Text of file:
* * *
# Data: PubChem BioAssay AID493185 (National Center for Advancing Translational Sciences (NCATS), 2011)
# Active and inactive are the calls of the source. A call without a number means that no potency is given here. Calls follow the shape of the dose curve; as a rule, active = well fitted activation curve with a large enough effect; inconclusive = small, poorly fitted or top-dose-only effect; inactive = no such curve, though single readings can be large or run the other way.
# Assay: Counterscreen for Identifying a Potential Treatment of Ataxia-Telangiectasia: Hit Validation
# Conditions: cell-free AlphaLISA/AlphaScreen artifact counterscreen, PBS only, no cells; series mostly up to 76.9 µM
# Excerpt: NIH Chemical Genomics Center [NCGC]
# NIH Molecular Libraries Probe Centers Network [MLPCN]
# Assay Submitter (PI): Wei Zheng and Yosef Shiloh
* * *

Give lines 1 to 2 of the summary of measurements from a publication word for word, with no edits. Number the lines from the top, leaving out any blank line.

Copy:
# Data: PubChem BioAssay AID493185 (National Center for Advancing Translational Sciences (NCATS), 2011)
# Active and inactive are the calls of the source. A call without a number means that no potency is given here. Calls follow the shape of the dose curve; as a rule, active = well fitted activation curve with a large enough effect; inconclusive = small, poorly fitted or top-dose-only effect; inactive = no such curve, though single readings can be large or run the other way.